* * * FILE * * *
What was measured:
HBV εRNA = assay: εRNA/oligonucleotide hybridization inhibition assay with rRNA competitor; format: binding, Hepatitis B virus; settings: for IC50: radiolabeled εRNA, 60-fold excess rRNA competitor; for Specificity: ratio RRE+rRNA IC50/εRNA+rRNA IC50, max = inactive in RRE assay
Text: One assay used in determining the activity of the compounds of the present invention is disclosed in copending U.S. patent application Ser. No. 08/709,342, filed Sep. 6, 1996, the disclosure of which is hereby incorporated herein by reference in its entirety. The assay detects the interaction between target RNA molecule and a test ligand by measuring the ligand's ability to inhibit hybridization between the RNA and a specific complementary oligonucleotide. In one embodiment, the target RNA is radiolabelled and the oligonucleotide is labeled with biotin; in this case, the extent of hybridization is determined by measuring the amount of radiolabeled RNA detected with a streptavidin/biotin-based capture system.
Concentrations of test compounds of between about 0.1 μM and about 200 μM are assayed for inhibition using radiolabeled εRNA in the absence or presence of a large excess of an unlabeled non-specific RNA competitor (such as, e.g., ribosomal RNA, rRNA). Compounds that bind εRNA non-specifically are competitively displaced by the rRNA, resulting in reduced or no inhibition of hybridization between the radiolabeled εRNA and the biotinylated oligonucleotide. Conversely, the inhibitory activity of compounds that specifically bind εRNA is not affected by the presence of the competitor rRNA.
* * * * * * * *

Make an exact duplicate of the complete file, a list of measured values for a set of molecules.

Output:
What was measured:
HBV εRNA = assay: εRNA/oligonucleotide hybridization inhibition assay with rRNA competitor; format: binding, Hepatitis B virus; settings: for IC50: radiolabeled εRNA, 60-fold excess rRNA competitor; for Specificity: ratio RRE+rRNA IC50/εRNA+rRNA IC50, max = inactive in RRE assay
Text: One assay used in determining the activity of the compounds of the present invention is disclosed in copending U.S. patent application Ser. No. 08/709,342, filed Sep. 6, 1996, the disclosure of which is hereby incorporated herein by reference in its entirety. The assay detects the interaction between target RNA molecule and a test ligand by measuring the ligand's ability to inhibit hybridization between the RNA and a specific complementary oligonucleotide. In one embodiment, the target RNA is radiolabelled and the oligonucleotide is labeled with biotin; in this case, the extent of hybridization is determined by measuring the amount of radiolabeled RNA detected with a streptavidin/biotin-based capture system.
Concentrations of test compounds of between about 0.1 μM and about 200 μM are assayed for inhibition using radiolabeled εRNA in the absence or presence of a large excess of an unlabeled non-specific RNA competitor (such as, e.g., ribosomal RNA, rRNA). Compounds that bind εRNA non-specifically are competitively displaced by the rRNA, resulting in reduced or no inhibition of hybridization between the radiolabeled εRNA and the biotinylated oligonucleotide. Conversely, the inhibitory activity of compounds that specifically bind εRNA is not affected by the presence of the competitor rRNA.